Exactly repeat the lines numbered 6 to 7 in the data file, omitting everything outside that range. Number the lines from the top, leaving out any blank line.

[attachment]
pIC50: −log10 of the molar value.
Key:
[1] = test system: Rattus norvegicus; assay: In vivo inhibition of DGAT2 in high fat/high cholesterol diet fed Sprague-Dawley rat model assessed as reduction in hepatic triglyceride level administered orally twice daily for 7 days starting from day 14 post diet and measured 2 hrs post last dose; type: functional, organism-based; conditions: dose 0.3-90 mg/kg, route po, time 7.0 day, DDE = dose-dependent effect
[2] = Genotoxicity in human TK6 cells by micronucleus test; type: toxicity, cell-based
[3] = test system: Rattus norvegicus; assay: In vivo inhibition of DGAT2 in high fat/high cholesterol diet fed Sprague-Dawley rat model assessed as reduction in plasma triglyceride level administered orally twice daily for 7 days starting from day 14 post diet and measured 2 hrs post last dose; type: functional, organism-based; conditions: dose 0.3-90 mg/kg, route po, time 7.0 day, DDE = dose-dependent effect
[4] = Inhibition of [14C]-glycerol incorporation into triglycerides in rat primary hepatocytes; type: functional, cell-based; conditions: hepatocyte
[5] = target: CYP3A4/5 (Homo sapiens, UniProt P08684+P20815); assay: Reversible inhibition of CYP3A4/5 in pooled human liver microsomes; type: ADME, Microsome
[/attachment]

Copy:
[4] = Inhibition of [14C]-glycerol incorporation into triglycerides in rat primary hepatocytes; type: functional, cell-based; conditions: hepatocyte
[5] = target: CYP3A4/5 (Homo sapiens, UniProt P08684+P20815); assay: Reversible inhibition of CYP3A4/5 in pooled human liver microsomes; type: ADME, Microsome